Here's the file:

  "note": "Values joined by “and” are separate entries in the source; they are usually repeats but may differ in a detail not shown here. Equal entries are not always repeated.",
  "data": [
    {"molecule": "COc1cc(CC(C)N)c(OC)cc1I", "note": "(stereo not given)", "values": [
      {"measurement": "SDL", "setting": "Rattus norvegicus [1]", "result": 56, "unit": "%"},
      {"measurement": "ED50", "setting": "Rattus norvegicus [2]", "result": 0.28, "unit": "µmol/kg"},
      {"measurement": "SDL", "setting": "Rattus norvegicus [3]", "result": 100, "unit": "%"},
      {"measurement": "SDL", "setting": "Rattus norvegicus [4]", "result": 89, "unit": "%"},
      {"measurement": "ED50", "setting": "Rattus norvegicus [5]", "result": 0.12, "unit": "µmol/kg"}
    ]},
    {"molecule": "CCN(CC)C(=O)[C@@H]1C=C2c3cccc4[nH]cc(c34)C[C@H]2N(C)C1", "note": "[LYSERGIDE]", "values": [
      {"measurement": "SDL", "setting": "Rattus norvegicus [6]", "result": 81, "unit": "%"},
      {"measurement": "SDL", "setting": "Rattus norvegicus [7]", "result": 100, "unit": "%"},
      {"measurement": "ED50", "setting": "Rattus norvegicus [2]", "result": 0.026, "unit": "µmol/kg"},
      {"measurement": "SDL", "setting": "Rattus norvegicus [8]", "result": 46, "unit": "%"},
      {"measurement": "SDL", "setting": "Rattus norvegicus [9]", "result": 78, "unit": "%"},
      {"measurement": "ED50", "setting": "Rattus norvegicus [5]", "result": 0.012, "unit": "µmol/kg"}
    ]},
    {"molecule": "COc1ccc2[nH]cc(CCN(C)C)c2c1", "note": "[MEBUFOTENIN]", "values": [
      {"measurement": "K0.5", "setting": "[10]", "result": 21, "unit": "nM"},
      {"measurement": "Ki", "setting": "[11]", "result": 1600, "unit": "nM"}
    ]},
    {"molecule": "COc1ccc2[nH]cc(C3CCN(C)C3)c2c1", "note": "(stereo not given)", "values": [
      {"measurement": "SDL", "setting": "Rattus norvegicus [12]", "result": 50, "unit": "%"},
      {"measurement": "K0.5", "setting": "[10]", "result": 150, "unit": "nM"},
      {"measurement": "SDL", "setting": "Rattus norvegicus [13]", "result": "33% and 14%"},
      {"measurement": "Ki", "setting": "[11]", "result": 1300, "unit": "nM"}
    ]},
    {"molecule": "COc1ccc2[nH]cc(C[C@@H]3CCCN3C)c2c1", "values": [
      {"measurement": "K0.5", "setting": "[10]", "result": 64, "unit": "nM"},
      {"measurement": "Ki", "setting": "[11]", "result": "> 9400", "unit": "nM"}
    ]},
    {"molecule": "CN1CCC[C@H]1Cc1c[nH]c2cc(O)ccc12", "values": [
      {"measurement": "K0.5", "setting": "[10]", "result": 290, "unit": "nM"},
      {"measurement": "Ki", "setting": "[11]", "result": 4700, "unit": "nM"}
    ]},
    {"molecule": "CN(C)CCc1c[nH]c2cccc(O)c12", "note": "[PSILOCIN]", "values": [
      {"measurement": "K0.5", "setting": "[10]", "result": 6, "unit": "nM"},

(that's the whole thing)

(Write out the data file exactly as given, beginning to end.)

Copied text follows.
  "note": "Values joined by “and” are separate entries in the source; they are usually repeats but may differ in a detail not shown here. Equal entries are not always repeated.",
  "data": [
    {"molecule": "COc1cc(CC(C)N)c(OC)cc1I", "note": "(stereo not given)", "values": [
      {"measurement": "SDL", "setting": "Rattus norvegicus [1]", "result": 56, "unit": "%"},
      {"measurement": "ED50", "setting": "Rattus norvegicus [2]", "result": 0.28, "unit": "µmol/kg"},
      {"measurement": "SDL", "setting": "Rattus norvegicus [3]", "result": 100, "unit": "%"},
      {"measurement": "SDL", "setting": "Rattus norvegicus [4]", "result": 89, "unit": "%"},
      {"measurement": "ED50", "setting": "Rattus norvegicus [5]", "result": 0.12, "unit": "µmol/kg"}
    ]},
    {"molecule": "CCN(CC)C(=O)[C@@H]1C=C2c3cccc4[nH]cc(c34)C[C@H]2N(C)C1", "note": "[LYSERGIDE]", "values": [
      {"measurement": "SDL", "setting": "Rattus norvegicus [6]", "result": 81, "unit": "%"},
      {"measurement": "SDL", "setting": "Rattus norvegicus [7]", "result": 100, "unit": "%"},
      {"measurement": "ED50", "setting": "Rattus norvegicus [2]", "result": 0.026, "unit": "µmol/kg"},
      {"measurement": "SDL", "setting": "Rattus norvegicus [8]", "result": 46, "unit": "%"},
      {"measurement": "SDL", "setting": "Rattus norvegicus [9]", "result": 78, "unit": "%"},
      {"measurement": "ED50", "setting": "Rattus norvegicus [5]", "result": 0.012, "unit": "µmol/kg"}
    ]},
    {"molecule": "COc1ccc2[nH]cc(CCN(C)C)c2c1", "note": "[MEBUFOTENIN]", "values": [
      {"measurement": "K0.5", "setting": "[10]", "result": 21, "unit": "nM"},
      {"measurement": "Ki", "setting": "[11]", "result": 1600, "unit": "nM"}
    ]},
    {"molecule": "COc1ccc2[nH]cc(C3CCN(C)C3)c2c1", "note": "(stereo not given)", "values": [
      {"measurement": "SDL", "setting": "Rattus norvegicus [12]", "result": 50, "unit": "%"},
      {"measurement": "K0.5", "setting": "[10]", "result": 150, "unit": "nM"},
      {"measurement": "SDL", "setting": "Rattus norvegicus [13]", "result": "33% and 14%"},
      {"measurement": "Ki", "setting": "[11]", "result": 1300, "unit": "nM"}
    ]},
    {"molecule": "COc1ccc2[nH]cc(C[C@@H]3CCCN3C)c2c1", "values": [
      {"measurement": "K0.5", "setting": "[10]", "result": 64, "unit": "nM"},
      {"measurement": "Ki", "setting": "[11]", "result": "> 9400", "unit": "nM"}
    ]},
    {"molecule": "CN1CCC[C@H]1Cc1c[nH]c2cc(O)ccc12", "values": [
      {"measurement": "K0.5", "setting": "[10]", "result": 290, "unit": "nM"},
      {"measurement": "Ki", "setting": "[11]", "result": 4700, "unit": "nM"}
    ]},
    {"molecule": "CN(C)CCc1c[nH]c2cccc(O)c12", "note": "[PSILOCIN]", "values": [
      {"measurement": "K0.5", "setting": "[10]", "result": 6, "unit": "nM"},